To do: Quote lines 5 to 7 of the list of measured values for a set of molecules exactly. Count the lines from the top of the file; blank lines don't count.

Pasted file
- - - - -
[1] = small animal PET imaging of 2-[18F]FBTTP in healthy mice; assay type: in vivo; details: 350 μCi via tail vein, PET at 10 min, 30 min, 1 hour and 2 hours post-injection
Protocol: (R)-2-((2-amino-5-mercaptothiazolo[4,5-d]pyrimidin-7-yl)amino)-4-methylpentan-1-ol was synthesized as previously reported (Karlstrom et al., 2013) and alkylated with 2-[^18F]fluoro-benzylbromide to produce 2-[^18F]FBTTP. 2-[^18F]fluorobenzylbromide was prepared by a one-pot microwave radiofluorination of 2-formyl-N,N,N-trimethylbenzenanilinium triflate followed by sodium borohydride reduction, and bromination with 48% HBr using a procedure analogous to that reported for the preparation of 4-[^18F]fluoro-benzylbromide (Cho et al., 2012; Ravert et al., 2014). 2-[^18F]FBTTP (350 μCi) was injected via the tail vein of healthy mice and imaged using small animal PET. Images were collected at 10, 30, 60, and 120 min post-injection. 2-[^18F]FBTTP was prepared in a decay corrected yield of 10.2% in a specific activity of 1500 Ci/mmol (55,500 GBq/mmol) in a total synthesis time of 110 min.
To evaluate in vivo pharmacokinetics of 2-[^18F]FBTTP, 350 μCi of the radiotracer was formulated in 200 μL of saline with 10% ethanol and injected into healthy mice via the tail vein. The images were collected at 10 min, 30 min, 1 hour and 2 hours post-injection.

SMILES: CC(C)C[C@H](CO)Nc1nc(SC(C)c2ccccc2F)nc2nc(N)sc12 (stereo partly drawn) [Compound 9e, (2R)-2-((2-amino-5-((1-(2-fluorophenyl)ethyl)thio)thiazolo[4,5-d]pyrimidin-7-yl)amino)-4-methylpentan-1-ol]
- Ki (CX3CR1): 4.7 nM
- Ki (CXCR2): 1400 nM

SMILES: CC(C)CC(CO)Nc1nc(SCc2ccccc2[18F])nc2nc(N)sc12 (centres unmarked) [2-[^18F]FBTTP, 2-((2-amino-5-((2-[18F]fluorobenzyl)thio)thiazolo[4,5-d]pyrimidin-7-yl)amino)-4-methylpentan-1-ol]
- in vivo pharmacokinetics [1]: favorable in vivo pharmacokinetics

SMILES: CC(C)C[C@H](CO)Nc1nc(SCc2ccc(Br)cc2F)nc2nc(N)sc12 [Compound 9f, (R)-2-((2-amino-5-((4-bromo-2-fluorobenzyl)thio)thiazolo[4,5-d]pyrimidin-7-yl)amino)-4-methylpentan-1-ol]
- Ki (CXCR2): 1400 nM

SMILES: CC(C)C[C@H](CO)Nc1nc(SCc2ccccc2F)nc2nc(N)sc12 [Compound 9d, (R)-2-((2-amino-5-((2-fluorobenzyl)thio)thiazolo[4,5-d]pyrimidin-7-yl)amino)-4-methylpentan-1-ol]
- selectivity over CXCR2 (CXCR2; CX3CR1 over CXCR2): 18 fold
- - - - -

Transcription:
- Ki (CX3CR1): 4.7 nM
- Ki (CXCR2): 1400 nM

SMILES: CC(C)CC(CO)Nc1nc(SCc2ccccc2[18F])nc2nc(N)sc12 (centres unmarked) [2-[^18F]FBTTP, 2-((2-amino-5-((2-[18F]fluorobenzyl)thio)thiazolo[4,5-d]pyrimidin-7-yl)amino)-4-methylpentan-1-ol]